Bitcoin is one of the only safe harbors in this oncoming economic storm. So it should be skyrocketing right now - if there were no artificial constraints on its growth. So if Blockstream were not doing a controlled demolition of Bitcoin right now by freezing the blocksize to 1 MB for the next year, then the Bitcoin price could easily go to 4,000 USD - instead languishing around 400 USD. In other words: the USDollar would be crashing 10-fold versus Bitcoin. The only bulwark against Bitcoin rising 10x versus the USDollar is Blockstream's stranglehold on the Core devs and the Chinese miners. Just like the only bulwark against precious metals rising 10x versus the USDollar right now is JPMorgan's naked short selling of phoney (paper) precious metals, mainly via the SLV ETF (exchange traded fund). https://duckduckgo.com/?q=jpmorgan+naked+short+selling+slv (Most informed estimates say that there is 100x more "fake" or "paper" gold and silver in existence, versus "physical" gold and silver. So it's easy for JPMorgan to suppress the silver price: just naked-short-sell "paper" silver. They do this as a service to the Fed, to prop up the dollar. And your tax dollars pay for this fraud.) The silence of the devs Isn't it strange how not a single Blockstream dev dares to "break ranks" on the 2 MB taboo? This unanimous code of silence among Blockstream devs speaks volumes. Devs on open-source projects like this (particularly ones which were founded on principles of "permissionless" "decentralization") would never maintain this kind of uniform code of developer silence - especially when their precious open-source project is on the verge of failing. Most devs are rebels - especially Bitcoin devs - ready to break ranks at the drop of a hat, and propose their brilliant ideas to save the day. But right now - utter silence. This bizarre code of silence which we are now seeing from the "Core" devs must be the result of some major behind-the-scenes arm-twisting by the owners of Blocsktream, who must have made it abundantly clear that any dev who attempts to provide a simple on-chain scaling solution will be severely punished - financially, legally and/or socially. Blockstream has deliberately set Bitcoin on a suicide course right now - and all the devs there are silently complicit - and so are the Chinese miners who submissively bowed down to Blockstream's stalling "scaling" roadmap. But I don't really blame the devs and the miners. I feel bad for them. I'm not really "blaming" any Chinese miners for being used like this - nor am I really "blaming" devs such as Adam Back, Greg Maxwell, etc. Nor do I really "blame" guys like Austin Hill. And I even think guys like Theymos and Luke-Jr "mean well". They're all just being played. They think they're doing the right thing. Their arguments are genuine and heart-felt. Wrong, but heart-felt. This is what makes them so dangerous - because they really sound sincere and convincing. This is why they are the perfect pawns for the owners of Blockstream to play like this. Subtle coercion We recently found out that they locked the Chinese miners in a room for 13 hours until 3 AM to force them to sign an "agreement" to never use any code from a competing Bitcoin implementation that would increase the blocksize. https://np.reddit.com/btc/comments/46tv22/only_emperors_kings_and_dictators_demand_fealty/ Have you ever seen this kind of coercion in an open-source project - an open-source project founded on the principles of "permissionless" "decentralization" - where many of the founders were "cypherpunks"?? The miners and the devs - and Theymos - and guys like Austin Hill - all are passionate about Bitcoin, and they all believe they are doing "the right thing". But they are being manipulated, without their knowledge, by the real power behind Blockstream. Prisoners in a golden cage Strange how we never get to hear what really goes on behind closed doors at Blockstream. We never get to see the PowerPoint decks, we never get to find out who said what. Blockstream's public messaging is tightly controlled. If Bitcoin were to have a "core" dev team, it should have had something like the Mozilla Group, or the Tor Project - non-profits, who answer to the public, not to private investors. Instead we got Blockstream - a private company funded by some of the biggest players of the legacy fiat power élite. WTF?!? If they wanted to develop sidechains and LN, then fine, they should be able to. But what they're really doing is radically changing Bitcoin itself - mainly by freezing growth at 1 MB blocks now, which is choking the system. Depite all this, I still would not go so far as to say that the Core devs and the Chinese miners are really "traitors". At most, they are actually prisoners in a golden cage, who are not even really conscious of their own imprisonment. They're smart people - and in some ways, smart people are actually easier to fool, once you figure out what they believe in. So this is what I really think the owners of Blockstream have done. They've figured out how to manipulate the Core devs and the Chinese miners - and they're happy that Theymos is playing along, censoring the main online forums - so they're able to move ahead with their plan to do a "controlled demolition" of Bitcoin, and it only cost them $75 million dollars. Centralization got us into this mess. The only reason Bitcoin is vulnerable to this kind of "controlled demolition" being performed by the owners of Blockstream is because mining operations and dev teams are centralized - thus providing a single, vulnerable point where the legacy fiat power élite could easily deploy their full-spectrum attack. We finally have a digital asset with no counterparty risk - and they want to take it away from us, so that we continue to depend on their debt-backed, violence-backed legacy fiat. And they're able to do this because the Core devs and the Chinese miners and Theymos were such easy gullible centralized targets. Decentralization will get us out. If you are a miner or a dev, and if you want Bitcoin to survive, then you must go back to the principles of permissionless decentralization. Go dark, release some code anonymously. Release an internal Blockstream PowerPoint deck or some internal Blockstream emails to Wikileaks, exposing what the Blockstream investors are really up to. Otherwise, Bitcoin is probably going to fail to realize its potential - and we'll have to wait a while for truly decentralized development (and mining, and forums) to possibly create a successor someday. If you're a hodler, it would be great if such a phoenix rising from Bitcoin would be a "spinoff" - ie, a coin bootstrapped off of the existing ledger (to preserve existing wealth, while upgrading to a new protocol for appending new blocks). https://bitcointalk.org/index.php?topic=563972.0 But who knows.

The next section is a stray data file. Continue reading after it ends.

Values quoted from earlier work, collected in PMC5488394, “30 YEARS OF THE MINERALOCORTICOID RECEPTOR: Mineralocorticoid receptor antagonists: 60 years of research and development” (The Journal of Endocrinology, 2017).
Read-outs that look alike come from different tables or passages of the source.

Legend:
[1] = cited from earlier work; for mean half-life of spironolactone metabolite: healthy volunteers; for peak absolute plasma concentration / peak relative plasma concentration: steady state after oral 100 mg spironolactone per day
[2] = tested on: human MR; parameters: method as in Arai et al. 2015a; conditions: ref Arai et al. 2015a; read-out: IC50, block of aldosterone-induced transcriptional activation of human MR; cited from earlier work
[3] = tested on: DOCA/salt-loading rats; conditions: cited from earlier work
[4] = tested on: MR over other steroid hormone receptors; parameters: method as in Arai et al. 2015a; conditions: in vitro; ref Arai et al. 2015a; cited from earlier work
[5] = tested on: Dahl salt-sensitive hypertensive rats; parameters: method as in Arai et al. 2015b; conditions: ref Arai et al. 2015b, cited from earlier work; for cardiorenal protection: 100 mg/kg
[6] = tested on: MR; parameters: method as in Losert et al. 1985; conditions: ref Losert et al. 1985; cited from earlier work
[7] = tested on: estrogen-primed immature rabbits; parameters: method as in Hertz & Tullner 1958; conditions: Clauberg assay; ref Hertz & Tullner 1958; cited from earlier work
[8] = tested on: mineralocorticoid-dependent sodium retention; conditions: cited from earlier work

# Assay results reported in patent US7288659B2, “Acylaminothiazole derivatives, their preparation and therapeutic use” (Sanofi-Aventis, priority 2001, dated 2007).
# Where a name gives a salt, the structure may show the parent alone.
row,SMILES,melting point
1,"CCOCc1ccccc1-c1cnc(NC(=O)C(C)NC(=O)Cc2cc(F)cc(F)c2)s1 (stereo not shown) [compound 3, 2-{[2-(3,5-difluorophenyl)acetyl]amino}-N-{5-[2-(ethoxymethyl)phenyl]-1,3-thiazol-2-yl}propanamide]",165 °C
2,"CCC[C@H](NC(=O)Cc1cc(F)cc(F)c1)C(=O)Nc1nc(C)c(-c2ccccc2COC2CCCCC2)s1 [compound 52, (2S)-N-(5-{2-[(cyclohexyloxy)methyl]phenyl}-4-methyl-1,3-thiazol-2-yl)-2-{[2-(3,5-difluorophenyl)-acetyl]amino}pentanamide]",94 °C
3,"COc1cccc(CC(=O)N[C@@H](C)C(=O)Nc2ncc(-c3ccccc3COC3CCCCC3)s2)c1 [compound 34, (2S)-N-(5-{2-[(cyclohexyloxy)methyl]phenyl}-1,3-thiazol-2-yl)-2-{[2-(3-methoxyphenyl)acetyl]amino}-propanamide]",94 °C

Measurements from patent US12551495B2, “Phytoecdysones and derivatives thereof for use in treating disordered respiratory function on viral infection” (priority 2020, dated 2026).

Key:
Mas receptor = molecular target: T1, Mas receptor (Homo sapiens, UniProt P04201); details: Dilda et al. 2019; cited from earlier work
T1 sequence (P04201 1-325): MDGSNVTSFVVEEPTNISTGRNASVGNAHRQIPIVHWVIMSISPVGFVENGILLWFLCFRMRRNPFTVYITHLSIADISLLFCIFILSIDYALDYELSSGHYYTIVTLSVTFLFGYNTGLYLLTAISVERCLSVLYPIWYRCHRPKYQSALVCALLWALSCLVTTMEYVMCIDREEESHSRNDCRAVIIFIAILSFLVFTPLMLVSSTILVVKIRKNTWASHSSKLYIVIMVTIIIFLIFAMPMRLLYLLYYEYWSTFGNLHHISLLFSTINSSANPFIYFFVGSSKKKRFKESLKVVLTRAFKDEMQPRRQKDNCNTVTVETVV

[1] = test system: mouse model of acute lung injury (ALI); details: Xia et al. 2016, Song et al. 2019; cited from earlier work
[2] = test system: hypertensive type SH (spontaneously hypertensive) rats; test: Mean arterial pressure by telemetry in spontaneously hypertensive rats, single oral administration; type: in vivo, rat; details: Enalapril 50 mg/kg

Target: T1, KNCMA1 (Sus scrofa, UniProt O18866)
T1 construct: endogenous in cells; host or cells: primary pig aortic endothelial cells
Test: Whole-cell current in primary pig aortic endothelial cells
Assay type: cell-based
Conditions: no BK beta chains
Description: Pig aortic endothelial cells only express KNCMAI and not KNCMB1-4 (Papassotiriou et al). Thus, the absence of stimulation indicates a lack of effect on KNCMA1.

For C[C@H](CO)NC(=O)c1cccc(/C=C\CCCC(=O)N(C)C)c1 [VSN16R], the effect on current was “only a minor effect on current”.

Bitcoin is an ongoing insult to market economies everywhere. It shouldn’t exist ― indeed, in important respects, bitcoin doesn’t really exist at all ― but a cabal of techno-hucksters have convinced gamblers and the gullible to quite literally buy into the idea that it does. Bitcoins, which began the year trading below $1,000, have skyrocketed to well over $16,000 since the late summer in a frenzy of pure speculative madness. “We’ve seen mortgages being taken out to buy bitcoin,” Alabama Securities Commission director Joseph Borg told CNBC on Monday. “People do credit cards, equity lines” ― taking on household debt for a wild gamble at getting rich quick. And it’s going to get crazier before the inevitable crash. Federal regulators at the Commodity Futures Trading Commission recently allowed the Chicago Board Options Exchange and the Chicago Mercantile Exchange to begin trading bitcoin futures. The CBOE’s market opened on Sunday, and in their first day of trading, bitcoin futures accounted for about half the total trading activity on the entire exchange... Bitcoin enthusiasts refer to it as a “cryptocurrency,” a word that has no real meaning other than “things like bitcoin.” In practice, bitcoin is something that people can buy and sell, but that has no inherent use or value itself. It’s supposed to mimic the function of money. Nobody believes there is $20 worth of paper and ink in a $20 bill, but we agree to let those green things with Andrew Jackson’s face on them serve as a store of value and a medium of exchange. Unlike actual money, however, bitcoin isn’t dependent on a government for its value ― it’s worth whatever people will buy and sell it for. This has a certain appeal among people who long to purge government from every corner of the market and realize the libertarian millennium on Earth. But it also underscores the conceptual limits of this peculiar philosophy. Because money stripped of political legitimacy is no longer money ― it’s a commodity. You can’t have modern markets without money and there can’t be money without government. Gold coins without a government to back them up are just pieces of gold. And bitcoin isn’t even a commodity. A commodity is a physical good that people can trade, moving it through space and time. Bitcoins are ethereal digital data points. At the moment, people have bid up the value of those data points to preposterous levels. This is not because bitcoin performance has vastly improved over the course of the year. It is because speculators are guessing that other speculators will continue to be willing to pay higher and higher prices for no real reason. Bitcoin, then, is money without political legitimacy, a commodity with no physical being, and an asset bubble without an asset. It is stupidity and confusion, marketed to speculators and fools. “It’s just not a real thing,” said JPMorgan CEO Jamie Dimon in September. He also called bitcoin “a fraud.” The decision by the Commodity Futures Trading Commission to permit bitcoin derivatives is an even greater insult to commerce than bitcoin itself. Futures allow people to speculate on the future price of a commodity. This has plenty of legitimate uses ― farmers might want to lock in a future price for their harvests, airlines might want to guarantee fuel costs, etc. But there is no reason why people should need to lock in a future price on bitcoins. The sole function of a bitcoin futures market is to expand the scale of speculation ― the same way that mortgage-backed securities and credit default swaps enabled trillions of dollars worth of speculation on subprime mortgages. In a sign of just how unhinged this project really is, a trade association representing the world’s biggest banks wrote an open letter criticizing futures commission Chairman J. Christopher Giancarlo for greenlighting the bitcoin derivatives markets without a thorough review. Bank lobbyists do not typically advocate for tighter government oversight. But in this situation, they’re afraid their companies will get stuck holding the bag for fraudulent or absurd bets when the price of bitcoins inevitably collapses. And due to the way trades are executed and guaranteed over commodity exchanges, the banks almost certainly will. Which brings us to the tax bill Republicans hope to soon pass. To the extent that its defenders have attempted to offer any justification for this multitrillion-dollar package of goodies for the wealthy, they’ve suggested it will spur investment in the economy, which will eventually trickle down into higher wages. Corporate executives, for their part, have made quite clear that if they receive the $1.5 trillion tax cut the GOP has set for them, they won’t invest it in new equipment or research, but simply pay out more to their shareholders. But to some conservative economists, including George Mason University professor and Bloomberg columnist Tyler Cowen, even this isn’t cause for alarm. “What if those investors take the money and put it in a venture capital fund or invest it in some other manner? The whole point of capital markets is to recycle resources into the most profitable new opportunities,” Cowen wrote in November. What’s then to stop rich tax-cut recipients from plowing the money into bitcoin? Ultimately, bitcoin is just a hyper-distilled example of what is going wrong in the American economy. Corporations are currently sitting on $2 trillion in cash. The stock market is enjoying record highs. But none of these profits are doing much for ordinary families. The median household income has barely budged over the past decade. If we put more money into the financial system without directly improving the prospects for working people, there won’t be any productive place for that money to go. It will end up in purely speculative projects that could destabilize the financial system. Under conditions of extreme economic inequality, big tax cuts for the rich aren’t just unfair; they’re dangerous. Maybe bitcoin is only a silly aberration. But I wouldn’t stake $1.5 trillion on it.